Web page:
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Michigan State Supreme Court Set To Hear Landmark Medical Marijuana Case

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Tomorrow, the Michigan Supreme Court will hear oral arguments on the landmark dispensary case, People v McQueen. A decision is expected to come down no later than early Spring 2013.


Although it was treated as such by Attorney General Bill Schuette and a few prosecutors around the state, the Court of Appeals ruling in People v McQueen, did not deem dispensaries illegal, or rule on any other legal distribution possibilities.


In the McQueen case, the questions being considered by the Supreme Court focus on the extent of activity allowed in the MMMA allow for individual patients and caregivers, and whether the COA acted appropriately in their decision making.


The McQueen opinion had the effect of a ruling against dispensaries, but those words were never actually included in the decision.


The Court of Appeals ruled, in part, that when medical marijuana patients acquire and transfer medicine with each other, it cannot constitute a sale, because the word “sale” is not included in the definition of Medical Use, in the Act.


The Supreme Court will look at whether or not the COA decision lacked foundation and whether they “legislated from the bench” by creating a crime that did not previously exist. Many believe that the Supreme Court will take issue with the COA’s opinion concerning this part of the case, because, unlike growing, possessing, and distributing , “sales” were not previously illegal in Michigan.


Before the MMMA created these exceptions, it was illegal to distribute cannabis, whether or not money was ever exchanged. The law has never gone so far as to actually prohibit sales, as well. Therefore, there was no reason for “sales” to be included in the definition of Medical Use in the Act, because there was no need to create an exception for it.


In the brief submitted to the Supreme Court, by attorneys Matt Newburg and Mary Chartier on behalf of the defendants Matt Taylor and Brandon McQueen, it is pointed out that Michigan has a similar code for pharmaceutical drugs, as the MMMA for medical marijuana. In the law permitting the necessary components for manufacturing and distributing prescription drugs, there is no special inclusion or extra mention for “sales” to legally take place. Yet, prescription drugs are obviously sold in pharmacies every day. Newburg and Chartier ask the Supreme Court; why should a special exception for sales be needed for medical marijuana, but not for pharmaceutical medication?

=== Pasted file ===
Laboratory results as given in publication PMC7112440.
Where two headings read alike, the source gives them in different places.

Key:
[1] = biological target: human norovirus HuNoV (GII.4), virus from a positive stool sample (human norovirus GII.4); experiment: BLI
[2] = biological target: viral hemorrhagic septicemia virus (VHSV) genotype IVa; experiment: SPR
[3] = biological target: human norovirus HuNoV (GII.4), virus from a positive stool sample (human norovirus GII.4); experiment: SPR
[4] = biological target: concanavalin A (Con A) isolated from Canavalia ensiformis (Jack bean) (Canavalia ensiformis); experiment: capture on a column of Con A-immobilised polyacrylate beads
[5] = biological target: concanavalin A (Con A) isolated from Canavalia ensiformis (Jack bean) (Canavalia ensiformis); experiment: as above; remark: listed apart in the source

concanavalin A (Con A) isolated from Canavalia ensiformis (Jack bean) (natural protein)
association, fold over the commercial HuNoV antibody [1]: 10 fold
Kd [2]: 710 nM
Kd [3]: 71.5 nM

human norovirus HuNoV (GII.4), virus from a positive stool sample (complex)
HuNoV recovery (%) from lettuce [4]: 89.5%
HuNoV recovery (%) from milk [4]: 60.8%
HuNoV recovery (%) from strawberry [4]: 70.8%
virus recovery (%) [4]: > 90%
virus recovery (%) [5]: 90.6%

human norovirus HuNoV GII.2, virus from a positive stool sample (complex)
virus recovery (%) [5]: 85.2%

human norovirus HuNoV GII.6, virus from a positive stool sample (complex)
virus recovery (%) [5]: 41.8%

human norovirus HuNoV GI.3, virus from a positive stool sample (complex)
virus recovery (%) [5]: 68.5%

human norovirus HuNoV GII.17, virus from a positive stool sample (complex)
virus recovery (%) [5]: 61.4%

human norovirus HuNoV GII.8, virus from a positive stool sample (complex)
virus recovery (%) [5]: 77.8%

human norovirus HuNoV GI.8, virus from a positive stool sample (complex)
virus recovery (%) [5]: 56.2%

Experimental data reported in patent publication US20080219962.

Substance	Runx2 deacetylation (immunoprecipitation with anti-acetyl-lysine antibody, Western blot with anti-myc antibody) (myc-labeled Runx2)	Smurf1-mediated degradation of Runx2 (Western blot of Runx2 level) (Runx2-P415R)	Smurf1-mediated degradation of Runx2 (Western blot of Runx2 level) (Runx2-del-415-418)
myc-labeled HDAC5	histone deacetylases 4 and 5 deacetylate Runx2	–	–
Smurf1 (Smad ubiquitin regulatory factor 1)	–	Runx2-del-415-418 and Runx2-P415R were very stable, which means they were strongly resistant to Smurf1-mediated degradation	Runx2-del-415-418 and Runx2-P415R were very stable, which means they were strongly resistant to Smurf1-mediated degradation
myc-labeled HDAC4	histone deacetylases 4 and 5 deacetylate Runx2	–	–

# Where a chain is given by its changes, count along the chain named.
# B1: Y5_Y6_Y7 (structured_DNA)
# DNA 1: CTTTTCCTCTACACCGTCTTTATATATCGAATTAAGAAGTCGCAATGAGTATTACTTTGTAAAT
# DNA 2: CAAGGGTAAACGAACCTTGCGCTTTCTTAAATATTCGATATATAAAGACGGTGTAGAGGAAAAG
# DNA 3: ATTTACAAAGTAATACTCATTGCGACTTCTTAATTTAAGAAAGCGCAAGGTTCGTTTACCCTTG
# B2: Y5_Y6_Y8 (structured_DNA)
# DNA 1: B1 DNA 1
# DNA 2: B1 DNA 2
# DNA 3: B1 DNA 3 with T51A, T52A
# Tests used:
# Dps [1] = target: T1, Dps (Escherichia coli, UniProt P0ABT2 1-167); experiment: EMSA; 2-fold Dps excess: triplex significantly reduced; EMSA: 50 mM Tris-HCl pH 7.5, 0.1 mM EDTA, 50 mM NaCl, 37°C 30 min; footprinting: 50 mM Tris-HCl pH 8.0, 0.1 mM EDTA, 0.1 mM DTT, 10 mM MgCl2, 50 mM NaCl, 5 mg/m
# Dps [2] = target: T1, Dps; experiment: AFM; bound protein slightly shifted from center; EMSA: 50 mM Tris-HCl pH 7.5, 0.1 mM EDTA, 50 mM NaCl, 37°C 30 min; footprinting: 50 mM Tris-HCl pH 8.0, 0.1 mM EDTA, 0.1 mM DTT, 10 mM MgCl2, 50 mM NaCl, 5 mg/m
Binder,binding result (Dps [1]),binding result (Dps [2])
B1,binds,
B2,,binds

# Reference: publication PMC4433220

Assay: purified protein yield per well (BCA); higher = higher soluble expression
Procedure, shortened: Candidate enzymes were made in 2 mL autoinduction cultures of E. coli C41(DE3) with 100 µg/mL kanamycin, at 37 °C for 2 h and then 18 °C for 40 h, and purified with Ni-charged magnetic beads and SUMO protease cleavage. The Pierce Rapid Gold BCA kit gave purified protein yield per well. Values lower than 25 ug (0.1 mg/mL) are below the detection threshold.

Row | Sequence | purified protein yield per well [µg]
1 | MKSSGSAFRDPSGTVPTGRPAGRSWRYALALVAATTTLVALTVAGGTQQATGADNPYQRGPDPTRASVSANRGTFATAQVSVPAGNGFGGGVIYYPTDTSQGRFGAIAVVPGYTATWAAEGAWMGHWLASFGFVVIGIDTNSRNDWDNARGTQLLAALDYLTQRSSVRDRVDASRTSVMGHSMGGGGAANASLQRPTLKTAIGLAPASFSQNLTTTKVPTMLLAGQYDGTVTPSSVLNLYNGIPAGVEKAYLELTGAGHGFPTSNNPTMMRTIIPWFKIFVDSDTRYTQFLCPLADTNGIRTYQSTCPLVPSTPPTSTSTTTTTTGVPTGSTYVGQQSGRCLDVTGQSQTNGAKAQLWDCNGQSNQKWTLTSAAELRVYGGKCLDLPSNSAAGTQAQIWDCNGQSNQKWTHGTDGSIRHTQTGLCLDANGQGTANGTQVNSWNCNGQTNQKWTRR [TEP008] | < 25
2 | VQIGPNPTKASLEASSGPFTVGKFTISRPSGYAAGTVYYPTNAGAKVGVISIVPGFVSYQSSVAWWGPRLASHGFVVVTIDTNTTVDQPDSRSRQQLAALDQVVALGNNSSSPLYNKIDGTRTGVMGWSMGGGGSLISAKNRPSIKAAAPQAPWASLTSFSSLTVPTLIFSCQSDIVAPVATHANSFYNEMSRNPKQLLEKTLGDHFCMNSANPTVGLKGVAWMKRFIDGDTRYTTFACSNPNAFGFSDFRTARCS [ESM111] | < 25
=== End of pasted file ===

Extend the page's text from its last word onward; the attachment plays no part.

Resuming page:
Upholding the COA’s ruling will not change current law. Although such a decision by the Supreme Court would certainly be seen as validation that dispensaries are illegal by those who oppose safe access distribution centers.


However, the Supreme Court does not typically accept cases that it does not plan to seriously consider making changes to, or reversing. The Supreme Court has already ruled favorably in the first two medical marijuana cases it has agreed to hear; People v King and People v Kolanek. In the SC’s unanimous 7-0 decision, the shortcomings of the COA in their rulings were pointed out in no uncertain terms, as was the importance of the ballot language and what the voters intended when overwhelmingly approving the People’s initiative in 2008.


The Attorney General and the activist judges on the Court of Appeals have crafted rulings, interpretations, and opinions that were designed with the explicit intent of effectively repealing the MMMA by making it too prohibitive and restrictive for people to participate in. Their narrow interpretation does not reflect the plain language of the statute and the intent of the voters who put it in place.


It is unclear to what extent of related possible issues the Supreme Court will be compelled to cover in P v McQueen, and what the final determinations will be. So far, they have proven to be the judicial safety net we hoped for.






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